Manhattan (/mænˈhætən, mən-/), often referred to locally as the City, is the most densely populated borough of New York City, its economic and administrative center, cultural identifier, and historical birthplace. The borough is coextensive with New York County, one of the original counties of the U.S. state of New York. The borough consists mostly of Manhattan Island, bounded by the Hudson, East, and Harlem rivers; several small adjacent islands; and Marble Hill, a small neighborhood now on the U.S. mainland, physically connected to the Bronx and separated from the rest of Manhattan by the Harlem River. Manhattan Island is divided into three informally bounded components, each aligned with its long axis: Lower, Midtown, and Upper Manhattan.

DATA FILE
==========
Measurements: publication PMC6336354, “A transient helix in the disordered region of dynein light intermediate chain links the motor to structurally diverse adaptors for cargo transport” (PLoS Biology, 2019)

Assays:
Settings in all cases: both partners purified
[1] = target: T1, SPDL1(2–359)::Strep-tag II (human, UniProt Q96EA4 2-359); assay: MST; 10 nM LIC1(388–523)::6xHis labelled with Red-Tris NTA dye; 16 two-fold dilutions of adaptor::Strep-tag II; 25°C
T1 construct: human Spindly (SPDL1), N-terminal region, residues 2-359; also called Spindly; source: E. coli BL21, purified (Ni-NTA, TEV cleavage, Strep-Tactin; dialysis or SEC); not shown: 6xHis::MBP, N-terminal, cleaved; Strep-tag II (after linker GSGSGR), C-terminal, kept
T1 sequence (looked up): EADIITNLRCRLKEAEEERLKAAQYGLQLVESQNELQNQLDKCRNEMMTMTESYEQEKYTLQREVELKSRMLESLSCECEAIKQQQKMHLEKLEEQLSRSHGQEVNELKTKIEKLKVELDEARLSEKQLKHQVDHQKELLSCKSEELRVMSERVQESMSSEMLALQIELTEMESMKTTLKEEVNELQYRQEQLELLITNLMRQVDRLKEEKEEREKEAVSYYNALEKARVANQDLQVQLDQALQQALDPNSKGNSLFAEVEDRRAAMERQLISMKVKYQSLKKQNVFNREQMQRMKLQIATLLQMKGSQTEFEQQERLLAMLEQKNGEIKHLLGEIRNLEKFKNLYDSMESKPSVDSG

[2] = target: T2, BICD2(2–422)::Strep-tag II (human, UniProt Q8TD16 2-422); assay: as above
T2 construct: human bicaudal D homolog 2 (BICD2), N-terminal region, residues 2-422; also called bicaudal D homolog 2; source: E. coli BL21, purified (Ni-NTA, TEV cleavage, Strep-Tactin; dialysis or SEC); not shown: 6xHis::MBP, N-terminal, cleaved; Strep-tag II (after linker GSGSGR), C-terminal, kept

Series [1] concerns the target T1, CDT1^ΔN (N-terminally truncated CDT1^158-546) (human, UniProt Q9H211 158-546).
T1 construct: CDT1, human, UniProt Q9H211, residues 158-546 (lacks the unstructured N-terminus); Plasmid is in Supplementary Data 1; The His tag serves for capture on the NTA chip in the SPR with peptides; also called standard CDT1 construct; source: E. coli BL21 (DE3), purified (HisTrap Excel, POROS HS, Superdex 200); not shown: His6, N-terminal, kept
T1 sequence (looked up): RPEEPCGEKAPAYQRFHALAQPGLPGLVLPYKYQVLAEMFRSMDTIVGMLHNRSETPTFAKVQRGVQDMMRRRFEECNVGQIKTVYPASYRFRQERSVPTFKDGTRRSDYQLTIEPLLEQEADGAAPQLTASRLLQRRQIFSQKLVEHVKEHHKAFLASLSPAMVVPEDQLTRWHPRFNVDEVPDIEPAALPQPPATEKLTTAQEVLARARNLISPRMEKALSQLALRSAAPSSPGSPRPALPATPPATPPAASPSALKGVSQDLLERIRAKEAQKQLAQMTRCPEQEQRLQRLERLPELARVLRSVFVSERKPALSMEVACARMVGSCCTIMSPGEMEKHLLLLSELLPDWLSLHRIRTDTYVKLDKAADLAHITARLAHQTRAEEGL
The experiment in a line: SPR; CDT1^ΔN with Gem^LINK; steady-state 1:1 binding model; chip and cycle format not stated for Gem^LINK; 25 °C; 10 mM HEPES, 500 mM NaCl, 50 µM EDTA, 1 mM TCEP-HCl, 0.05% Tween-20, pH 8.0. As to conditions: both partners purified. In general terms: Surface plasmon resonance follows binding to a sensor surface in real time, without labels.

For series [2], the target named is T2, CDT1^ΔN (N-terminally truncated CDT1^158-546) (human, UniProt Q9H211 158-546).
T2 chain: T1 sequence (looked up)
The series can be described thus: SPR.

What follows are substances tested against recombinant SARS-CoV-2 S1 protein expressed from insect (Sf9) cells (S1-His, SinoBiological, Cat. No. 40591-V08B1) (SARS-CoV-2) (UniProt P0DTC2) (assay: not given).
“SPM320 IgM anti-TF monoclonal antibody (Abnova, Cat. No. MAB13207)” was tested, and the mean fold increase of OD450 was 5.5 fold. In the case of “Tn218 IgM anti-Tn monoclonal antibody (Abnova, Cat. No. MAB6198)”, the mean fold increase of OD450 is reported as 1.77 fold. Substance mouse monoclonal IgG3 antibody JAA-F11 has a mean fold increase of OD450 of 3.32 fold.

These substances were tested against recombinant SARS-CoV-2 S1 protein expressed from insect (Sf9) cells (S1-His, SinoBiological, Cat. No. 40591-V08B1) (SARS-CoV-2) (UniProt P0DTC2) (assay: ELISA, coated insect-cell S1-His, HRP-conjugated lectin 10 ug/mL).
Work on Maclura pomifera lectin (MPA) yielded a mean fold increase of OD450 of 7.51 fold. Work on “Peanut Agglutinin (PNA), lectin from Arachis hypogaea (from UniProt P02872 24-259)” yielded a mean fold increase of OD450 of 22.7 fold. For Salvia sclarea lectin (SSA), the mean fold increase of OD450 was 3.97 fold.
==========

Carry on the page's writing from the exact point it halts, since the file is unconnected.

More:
Manhattan is often described as the cultural, financial, media, and entertainment capital of the world, and the borough hosts the United Nations Headquarters. Anchored by Wall Street in the Financial District of Lower Manhattan, New York City has been called both the most economically powerful city and the leading financial center of the world, and Manhattan is home to the world's two largest stock exchanges by total market capitalization: the New York Stock Exchange and NASDAQ. Many multinational media conglomerates are based in Manhattan, and the borough has been the setting for numerous books, films, and television shows. Manhattan is historically documented to have been purchased by Dutch colonists from Native Americans in 1626 for 60 guilders, which equals roughly US$1038 in current terms. Manhattan real estate has since become among the most expensive in the world, with the value of Manhattan Island, including real estate, estimated to exceed US$3 trillion in 2013; median residential property sale prices in Manhattan approximated US$1,600 per square foot ($17,000/m2) as of 2018, with Fifth Avenue in Midtown Manhattan commanding the highest retail rents in the world, at US$3,000 per square foot ($32,000/m2) in 2017.